If the overall value of your claim exceeds €140,000 the airline will be entitled to call upon you to prove that your injuries were caused by negligence or the breach of a statutory duty on the airline’s part. This is the same as what you would face with any other injury which you might have sustained in this country, in which case you’d have to establish not only that you’d been injured, but also that your injuries were caused by the fault of some person before you would be deemed to have a good claim in damages.
The airline I was travelling with wasn’t an Irish company. Can I still apply to be paid damages in Ireland?
Article 33 of the Montreal Convention allows you to bring proceedings in Ireland if your principal residence is here, irrespective of where the airline company’s country of establishment is.
Does my case have to go through the Injuries Board?
Cases for compensation under the Montreal Convention are different to “normal” personal injuries cases, in that you do not need to make an application to the Injuries Board, before you can start Court proceedings. This means that your case can get to Court much faster than most personal injuries cases.
Do all types of injuries attract compensation under the Montreal Convention?
The Montreal Convention does differentiate physical injuries, for which compensation is recoverable, and psychological injuries, for which it is not. Essentially if you suffer purely psychological injuries you would not be entitled to compensation under the Convention. However, where physical injuries have been suffered and these, in turn, give rise to psychological injuries (such as, for example, where an accident victim suffers from a recognised psychiatric illness as a result of the gravity of their physical injuries), previous cases have indicated that it is possible that damages are recoverable for both the physical and psychiatric injuries.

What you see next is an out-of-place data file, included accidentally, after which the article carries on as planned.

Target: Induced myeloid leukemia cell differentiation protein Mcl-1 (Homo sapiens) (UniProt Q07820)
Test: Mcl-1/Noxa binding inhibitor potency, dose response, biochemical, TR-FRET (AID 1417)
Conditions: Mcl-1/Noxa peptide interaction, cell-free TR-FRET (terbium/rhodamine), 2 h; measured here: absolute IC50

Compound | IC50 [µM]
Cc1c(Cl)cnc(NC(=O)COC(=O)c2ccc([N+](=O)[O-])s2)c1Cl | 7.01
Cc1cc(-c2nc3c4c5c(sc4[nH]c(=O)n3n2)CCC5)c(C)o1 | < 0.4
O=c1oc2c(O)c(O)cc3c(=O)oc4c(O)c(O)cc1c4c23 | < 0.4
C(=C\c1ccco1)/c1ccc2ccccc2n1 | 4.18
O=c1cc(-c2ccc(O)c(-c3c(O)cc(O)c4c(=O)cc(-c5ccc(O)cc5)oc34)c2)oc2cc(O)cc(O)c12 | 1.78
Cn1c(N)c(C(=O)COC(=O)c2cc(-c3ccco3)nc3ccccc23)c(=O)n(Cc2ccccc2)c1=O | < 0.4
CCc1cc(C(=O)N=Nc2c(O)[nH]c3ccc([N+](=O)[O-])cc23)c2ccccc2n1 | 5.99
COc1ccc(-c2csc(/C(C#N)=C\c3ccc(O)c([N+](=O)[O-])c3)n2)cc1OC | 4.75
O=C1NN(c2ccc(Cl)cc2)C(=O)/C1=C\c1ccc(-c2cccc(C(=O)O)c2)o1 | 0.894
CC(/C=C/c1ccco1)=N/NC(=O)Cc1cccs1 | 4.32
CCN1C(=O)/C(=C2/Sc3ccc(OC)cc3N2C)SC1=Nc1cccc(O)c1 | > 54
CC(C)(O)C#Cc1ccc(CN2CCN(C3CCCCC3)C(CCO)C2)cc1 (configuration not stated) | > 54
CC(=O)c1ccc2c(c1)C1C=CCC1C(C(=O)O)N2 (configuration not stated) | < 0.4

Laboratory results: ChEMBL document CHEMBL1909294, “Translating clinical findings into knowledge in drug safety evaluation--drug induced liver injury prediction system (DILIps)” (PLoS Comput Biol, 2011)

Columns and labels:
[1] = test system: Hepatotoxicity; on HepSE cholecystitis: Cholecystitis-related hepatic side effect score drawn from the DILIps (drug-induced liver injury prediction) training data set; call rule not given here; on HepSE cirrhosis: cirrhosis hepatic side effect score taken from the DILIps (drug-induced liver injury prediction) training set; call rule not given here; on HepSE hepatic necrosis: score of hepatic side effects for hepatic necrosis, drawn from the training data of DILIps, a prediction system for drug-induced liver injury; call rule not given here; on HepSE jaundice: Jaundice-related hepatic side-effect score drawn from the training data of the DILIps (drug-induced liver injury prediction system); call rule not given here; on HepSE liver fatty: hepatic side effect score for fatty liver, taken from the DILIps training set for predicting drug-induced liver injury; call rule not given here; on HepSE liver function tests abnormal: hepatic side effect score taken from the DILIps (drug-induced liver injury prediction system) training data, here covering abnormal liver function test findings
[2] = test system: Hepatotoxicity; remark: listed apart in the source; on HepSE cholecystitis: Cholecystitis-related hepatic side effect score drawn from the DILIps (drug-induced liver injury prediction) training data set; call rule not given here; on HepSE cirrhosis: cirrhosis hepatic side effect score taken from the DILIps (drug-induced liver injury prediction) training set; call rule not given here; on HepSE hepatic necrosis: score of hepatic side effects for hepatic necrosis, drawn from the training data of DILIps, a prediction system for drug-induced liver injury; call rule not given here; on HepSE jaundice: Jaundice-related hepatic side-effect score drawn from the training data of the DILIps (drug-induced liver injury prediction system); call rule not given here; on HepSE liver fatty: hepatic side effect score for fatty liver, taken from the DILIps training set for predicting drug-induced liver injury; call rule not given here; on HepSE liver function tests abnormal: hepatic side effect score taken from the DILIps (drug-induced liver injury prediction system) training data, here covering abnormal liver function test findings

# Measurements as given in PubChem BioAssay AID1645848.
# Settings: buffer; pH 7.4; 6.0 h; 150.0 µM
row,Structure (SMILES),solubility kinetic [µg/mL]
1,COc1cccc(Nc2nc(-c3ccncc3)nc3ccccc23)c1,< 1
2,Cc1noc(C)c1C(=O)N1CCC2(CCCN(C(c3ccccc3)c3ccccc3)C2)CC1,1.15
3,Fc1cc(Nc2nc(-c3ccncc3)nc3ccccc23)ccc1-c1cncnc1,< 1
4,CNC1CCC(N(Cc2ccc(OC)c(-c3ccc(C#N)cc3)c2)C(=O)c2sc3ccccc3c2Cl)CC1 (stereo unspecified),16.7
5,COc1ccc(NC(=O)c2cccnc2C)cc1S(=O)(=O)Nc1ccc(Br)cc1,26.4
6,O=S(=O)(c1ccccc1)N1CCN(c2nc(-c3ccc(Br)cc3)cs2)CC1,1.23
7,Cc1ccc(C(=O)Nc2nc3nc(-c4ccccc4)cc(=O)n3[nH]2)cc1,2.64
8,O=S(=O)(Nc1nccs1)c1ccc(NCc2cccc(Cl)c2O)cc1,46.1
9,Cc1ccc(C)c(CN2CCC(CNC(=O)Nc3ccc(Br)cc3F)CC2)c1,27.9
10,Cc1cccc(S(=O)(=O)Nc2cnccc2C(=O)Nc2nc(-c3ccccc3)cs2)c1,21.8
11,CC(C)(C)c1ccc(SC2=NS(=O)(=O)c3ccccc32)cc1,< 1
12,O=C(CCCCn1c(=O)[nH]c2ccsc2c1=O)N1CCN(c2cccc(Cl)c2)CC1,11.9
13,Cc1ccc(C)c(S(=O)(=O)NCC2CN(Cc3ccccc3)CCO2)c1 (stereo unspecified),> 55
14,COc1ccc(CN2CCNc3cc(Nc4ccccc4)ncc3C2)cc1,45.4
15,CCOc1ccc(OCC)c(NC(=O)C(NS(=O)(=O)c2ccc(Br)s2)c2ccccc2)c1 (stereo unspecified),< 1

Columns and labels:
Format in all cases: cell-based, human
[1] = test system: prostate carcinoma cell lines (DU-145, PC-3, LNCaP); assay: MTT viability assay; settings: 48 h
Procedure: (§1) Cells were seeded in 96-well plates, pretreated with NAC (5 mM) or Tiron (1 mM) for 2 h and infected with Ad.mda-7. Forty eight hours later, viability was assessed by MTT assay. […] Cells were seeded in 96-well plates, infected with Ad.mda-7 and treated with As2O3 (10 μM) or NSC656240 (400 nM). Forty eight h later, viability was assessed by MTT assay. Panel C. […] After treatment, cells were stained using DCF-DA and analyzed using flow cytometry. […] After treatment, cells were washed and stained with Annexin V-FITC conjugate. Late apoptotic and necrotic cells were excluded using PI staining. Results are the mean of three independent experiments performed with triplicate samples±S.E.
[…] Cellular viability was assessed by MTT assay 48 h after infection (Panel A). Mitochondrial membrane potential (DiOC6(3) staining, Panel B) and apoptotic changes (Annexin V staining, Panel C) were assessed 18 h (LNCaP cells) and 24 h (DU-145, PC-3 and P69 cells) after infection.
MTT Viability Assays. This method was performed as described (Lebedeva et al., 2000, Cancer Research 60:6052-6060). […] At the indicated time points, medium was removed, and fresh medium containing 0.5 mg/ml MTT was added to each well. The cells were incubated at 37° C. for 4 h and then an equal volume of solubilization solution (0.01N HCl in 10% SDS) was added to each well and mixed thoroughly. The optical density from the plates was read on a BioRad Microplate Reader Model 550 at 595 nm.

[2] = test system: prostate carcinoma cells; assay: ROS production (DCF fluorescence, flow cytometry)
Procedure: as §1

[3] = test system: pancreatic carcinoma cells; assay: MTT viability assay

How long do I have to bring a claim for damages?
The time limit is identical to the two-year limit that applies to ‘normal’ personal injuries cases in Ireland. The Montreal Convention says that a passenger’s right to damages for personal injuries shall be extinguished if an action is not brought within a period of two years, from the date of arrival at the destination, or from the date on which the aircraft ought to have arrived, or from the date on which the carriage stopped.
This means that in order to ensure that your entitlement to be compensated does not become statute barred, you need to have issued Court proceedings before the second anniversary of the date on which you were injured.
What about if I wasn’t on the flight yet and got injured in the airport while I was attempting to board?